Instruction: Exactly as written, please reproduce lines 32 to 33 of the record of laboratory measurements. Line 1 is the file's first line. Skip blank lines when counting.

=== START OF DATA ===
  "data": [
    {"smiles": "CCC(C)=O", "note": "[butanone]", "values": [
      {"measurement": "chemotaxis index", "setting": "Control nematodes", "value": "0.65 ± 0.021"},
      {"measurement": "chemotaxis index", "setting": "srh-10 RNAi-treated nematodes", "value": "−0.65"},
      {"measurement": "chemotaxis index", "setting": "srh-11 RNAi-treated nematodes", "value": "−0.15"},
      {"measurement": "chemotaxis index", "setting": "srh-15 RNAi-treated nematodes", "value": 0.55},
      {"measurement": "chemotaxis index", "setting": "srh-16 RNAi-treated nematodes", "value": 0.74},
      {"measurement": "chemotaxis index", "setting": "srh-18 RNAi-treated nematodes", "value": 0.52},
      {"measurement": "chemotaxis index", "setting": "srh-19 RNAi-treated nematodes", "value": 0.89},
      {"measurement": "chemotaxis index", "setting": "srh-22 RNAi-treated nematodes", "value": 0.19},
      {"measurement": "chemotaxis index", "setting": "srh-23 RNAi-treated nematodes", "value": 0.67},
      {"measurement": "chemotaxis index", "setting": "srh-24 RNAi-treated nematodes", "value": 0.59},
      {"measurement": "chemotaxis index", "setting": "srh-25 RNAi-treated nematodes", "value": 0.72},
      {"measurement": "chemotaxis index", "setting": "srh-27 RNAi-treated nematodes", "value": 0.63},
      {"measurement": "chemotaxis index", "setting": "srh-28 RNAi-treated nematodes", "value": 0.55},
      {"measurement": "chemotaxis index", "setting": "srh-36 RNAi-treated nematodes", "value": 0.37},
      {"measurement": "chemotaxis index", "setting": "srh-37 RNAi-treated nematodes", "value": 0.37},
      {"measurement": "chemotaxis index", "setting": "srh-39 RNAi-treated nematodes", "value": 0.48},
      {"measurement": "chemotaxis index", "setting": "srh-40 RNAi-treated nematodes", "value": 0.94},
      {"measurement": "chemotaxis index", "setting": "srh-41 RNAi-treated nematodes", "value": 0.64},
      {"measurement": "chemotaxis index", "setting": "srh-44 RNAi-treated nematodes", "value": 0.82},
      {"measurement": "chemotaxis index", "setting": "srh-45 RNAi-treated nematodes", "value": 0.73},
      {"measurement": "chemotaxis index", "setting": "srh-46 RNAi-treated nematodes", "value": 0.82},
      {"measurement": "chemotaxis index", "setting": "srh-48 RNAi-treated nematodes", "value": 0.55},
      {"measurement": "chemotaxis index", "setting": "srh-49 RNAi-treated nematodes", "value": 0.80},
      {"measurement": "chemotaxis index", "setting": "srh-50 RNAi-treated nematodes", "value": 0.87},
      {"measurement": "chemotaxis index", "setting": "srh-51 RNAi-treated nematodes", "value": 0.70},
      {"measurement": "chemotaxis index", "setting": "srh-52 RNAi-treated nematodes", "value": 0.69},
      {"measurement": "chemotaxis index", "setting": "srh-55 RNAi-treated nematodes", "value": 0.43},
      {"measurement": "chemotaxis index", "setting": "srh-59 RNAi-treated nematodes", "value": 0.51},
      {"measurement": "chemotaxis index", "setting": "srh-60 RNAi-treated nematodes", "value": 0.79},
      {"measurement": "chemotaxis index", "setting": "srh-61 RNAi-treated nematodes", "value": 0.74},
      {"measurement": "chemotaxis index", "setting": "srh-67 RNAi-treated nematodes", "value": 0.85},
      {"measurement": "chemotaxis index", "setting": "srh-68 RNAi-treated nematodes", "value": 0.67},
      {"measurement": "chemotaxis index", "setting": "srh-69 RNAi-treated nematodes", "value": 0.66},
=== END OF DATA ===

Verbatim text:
      {"measurement": "chemotaxis index", "setting": "srh-61 RNAi-treated nematodes", "value": 0.74},
      {"measurement": "chemotaxis index", "setting": "srh-67 RNAi-treated nematodes", "value": 0.85},